Spending Cuts Thanks To The Harriet Miers Nomination?
The Harriet Miers nomination may be a complete political disaster, but it has had at least one beneficial side effect. According to Robert Novak, Republicans in the House are getting so freaked out about the Miers debacle that they’ve actually started cutting spending in an attempt to placate conservatives:
“House Speaker J. Dennis Hastert is an old wrestler, and last Thursday night he used a classic move of his sport by quickly reversing positions. On behalf of the Republican leadership, Hastert went before his colleagues to embrace essentially the same package of spending that two weeks earlier he had scourged conservative House members for proposing. The change was a matter of necessity rather than choice.
It was required to quell the first really serious split in House Republican ranks since the GOP took control of the chamber a decade ago. But the rancor was not limited to Capitol Hill. As House Republicans convened their closed-door conference, 1,000 conservatives were in a foul mood eight blocks away at a black-tie dinner celebrating the 50th anniversary of National Review magazine. They were outraged by the nomination of Harriet Miers to the Supreme Court, viewing it less as an aberration by President Bush than a last straw.
In that climate, it was a bare minimum for Republican leaders to back away from their scandalous browbeating two weeks ago of the conservative Republican Study Committee for proposing Operation Offset. So, Hastert echoed the RSC’s plans to offset massive Hurricane Katrina spending with reduced spending elsewhere. The question will be how serious the leadership is in stuffing these offsets down the throats of free-spending senior Republicans who hold positions of power in the House.
…Hastert’s plan would increase cuts in mandatory spending from $35 billion to “at least” $50 billion, offset disaster spending on a dollar-for-dollar basis, press rescission of existing spending, and eliminate “duplicative, wasteful and/or unnecessary” programs. It was about what Pence and his colleagues proposed two weeks earlier. What’s more, Hastert is pushing the first mid-session amendment of the budget in 28 years.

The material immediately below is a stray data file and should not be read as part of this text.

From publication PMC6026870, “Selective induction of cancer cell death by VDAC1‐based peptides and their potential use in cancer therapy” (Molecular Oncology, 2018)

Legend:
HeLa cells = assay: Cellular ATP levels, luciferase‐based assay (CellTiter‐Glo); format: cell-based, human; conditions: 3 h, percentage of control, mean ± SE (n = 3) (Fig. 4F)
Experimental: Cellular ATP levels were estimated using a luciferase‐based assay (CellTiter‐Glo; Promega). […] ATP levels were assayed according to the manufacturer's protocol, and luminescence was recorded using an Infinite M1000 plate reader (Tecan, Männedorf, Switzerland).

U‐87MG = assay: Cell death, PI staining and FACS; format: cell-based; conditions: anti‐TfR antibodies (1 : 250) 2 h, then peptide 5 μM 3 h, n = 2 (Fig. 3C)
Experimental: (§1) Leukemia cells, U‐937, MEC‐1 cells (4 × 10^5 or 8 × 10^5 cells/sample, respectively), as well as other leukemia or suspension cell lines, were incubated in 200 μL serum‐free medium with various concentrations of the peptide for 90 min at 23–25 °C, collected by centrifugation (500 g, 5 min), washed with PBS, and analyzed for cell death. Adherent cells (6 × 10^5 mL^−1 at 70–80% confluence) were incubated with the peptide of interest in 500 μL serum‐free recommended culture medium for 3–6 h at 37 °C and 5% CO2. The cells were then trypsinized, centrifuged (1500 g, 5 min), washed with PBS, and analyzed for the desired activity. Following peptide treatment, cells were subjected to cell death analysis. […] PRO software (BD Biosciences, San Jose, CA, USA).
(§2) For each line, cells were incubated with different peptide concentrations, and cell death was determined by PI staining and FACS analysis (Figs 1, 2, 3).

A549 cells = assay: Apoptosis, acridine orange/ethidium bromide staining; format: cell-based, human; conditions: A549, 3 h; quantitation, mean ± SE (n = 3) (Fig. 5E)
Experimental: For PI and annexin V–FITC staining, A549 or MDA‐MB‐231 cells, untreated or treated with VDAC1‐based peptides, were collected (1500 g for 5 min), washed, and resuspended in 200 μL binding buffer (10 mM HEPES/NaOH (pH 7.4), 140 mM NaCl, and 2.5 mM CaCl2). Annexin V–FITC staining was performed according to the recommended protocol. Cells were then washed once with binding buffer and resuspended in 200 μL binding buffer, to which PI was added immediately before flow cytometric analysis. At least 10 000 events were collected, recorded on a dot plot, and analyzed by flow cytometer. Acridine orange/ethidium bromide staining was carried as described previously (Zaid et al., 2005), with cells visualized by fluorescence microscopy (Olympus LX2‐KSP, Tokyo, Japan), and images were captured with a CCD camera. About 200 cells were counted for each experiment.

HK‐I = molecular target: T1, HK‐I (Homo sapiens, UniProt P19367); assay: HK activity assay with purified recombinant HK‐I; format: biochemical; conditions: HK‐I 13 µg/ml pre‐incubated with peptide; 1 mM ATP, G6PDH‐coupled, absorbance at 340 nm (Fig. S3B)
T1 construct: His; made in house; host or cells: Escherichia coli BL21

…Had House members been able to attend the National Review banquet, they would have gotten an earful. While there to honor the magazine’s founder, William F. Buckley Jr., and all he has done for the conservative movement, these faithful conservatives were not shy about privately expressing their intense unhappiness. I could find nobody there who was not disappointed by the Miers nomination, but they also were aggrieved by the record of spending and big government by the Republican president and the Republican Congress. Hastert’s somersault is just the beginning of what is needed to satisfy them.”
Granted, conservatives had to raise holy hell to make it happen and there’s always a chance the House Republicans will backslide, but it looks like there is going to be at least one silver lining to the Miers cloud.
On the other hand, is it a coincidence that these spending cuts are happening now that big spender Tom DeLay is out of a leadership position because of the trumped-up indictment Ronnie Earle has levied against him? While I believe Tom DeLay is innocent of the charges against him and also expect him to beat the rap, this may be another indication that the House would be better off with a different Majority Leader. That would certainly be my preference.